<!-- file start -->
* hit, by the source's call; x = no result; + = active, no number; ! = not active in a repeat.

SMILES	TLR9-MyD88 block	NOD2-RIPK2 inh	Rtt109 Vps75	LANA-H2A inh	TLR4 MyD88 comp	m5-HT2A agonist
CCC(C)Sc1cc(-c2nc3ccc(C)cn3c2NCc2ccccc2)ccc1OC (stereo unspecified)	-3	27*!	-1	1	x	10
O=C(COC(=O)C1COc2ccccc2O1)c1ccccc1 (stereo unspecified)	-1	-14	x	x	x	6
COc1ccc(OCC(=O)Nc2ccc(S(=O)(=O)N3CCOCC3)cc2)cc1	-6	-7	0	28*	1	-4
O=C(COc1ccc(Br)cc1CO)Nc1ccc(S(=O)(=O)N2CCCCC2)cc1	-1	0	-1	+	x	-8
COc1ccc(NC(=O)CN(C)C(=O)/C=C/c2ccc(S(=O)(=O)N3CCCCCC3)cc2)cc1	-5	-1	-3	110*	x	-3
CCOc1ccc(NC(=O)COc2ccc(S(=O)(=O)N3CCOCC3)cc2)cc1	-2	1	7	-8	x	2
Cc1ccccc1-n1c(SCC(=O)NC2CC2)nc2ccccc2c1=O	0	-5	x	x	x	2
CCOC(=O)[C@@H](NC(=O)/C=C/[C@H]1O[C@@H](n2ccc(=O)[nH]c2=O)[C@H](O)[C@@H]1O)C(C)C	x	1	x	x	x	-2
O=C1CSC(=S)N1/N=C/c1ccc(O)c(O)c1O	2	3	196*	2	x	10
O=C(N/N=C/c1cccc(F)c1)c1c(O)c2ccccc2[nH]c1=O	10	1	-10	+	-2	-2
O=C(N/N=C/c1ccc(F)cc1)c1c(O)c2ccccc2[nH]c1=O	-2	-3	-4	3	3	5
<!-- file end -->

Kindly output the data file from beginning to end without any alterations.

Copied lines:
* hit, by the source's call; x = no result; + = active, no number; ! = not active in a repeat.

SMILES	TLR9-MyD88 block	NOD2-RIPK2 inh	Rtt109 Vps75	LANA-H2A inh	TLR4 MyD88 comp	m5-HT2A agonist
CCC(C)Sc1cc(-c2nc3ccc(C)cn3c2NCc2ccccc2)ccc1OC (stereo unspecified)	-3	27*!	-1	1	x	10
O=C(COC(=O)C1COc2ccccc2O1)c1ccccc1 (stereo unspecified)	-1	-14	x	x	x	6
COc1ccc(OCC(=O)Nc2ccc(S(=O)(=O)N3CCOCC3)cc2)cc1	-6	-7	0	28*	1	-4
O=C(COc1ccc(Br)cc1CO)Nc1ccc(S(=O)(=O)N2CCCCC2)cc1	-1	0	-1	+	x	-8
COc1ccc(NC(=O)CN(C)C(=O)/C=C/c2ccc(S(=O)(=O)N3CCCCCC3)cc2)cc1	-5	-1	-3	110*	x	-3
CCOc1ccc(NC(=O)COc2ccc(S(=O)(=O)N3CCOCC3)cc2)cc1	-2	1	7	-8	x	2
Cc1ccccc1-n1c(SCC(=O)NC2CC2)nc2ccccc2c1=O	0	-5	x	x	x	2
CCOC(=O)[C@@H](NC(=O)/C=C/[C@H]1O[C@@H](n2ccc(=O)[nH]c2=O)[C@H](O)[C@@H]1O)C(C)C	x	1	x	x	x	-2
O=C1CSC(=S)N1/N=C/c1ccc(O)c(O)c1O	2	3	196*	2	x	10
O=C(N/N=C/c1cccc(F)c1)c1c(O)c2ccccc2[nH]c1=O	10	1	-10	+	-2	-2
O=C(N/N=C/c1ccc(F)cc1)c1c(O)c2ccccc2[nH]c1=O	-2	-3	-4	3	3	5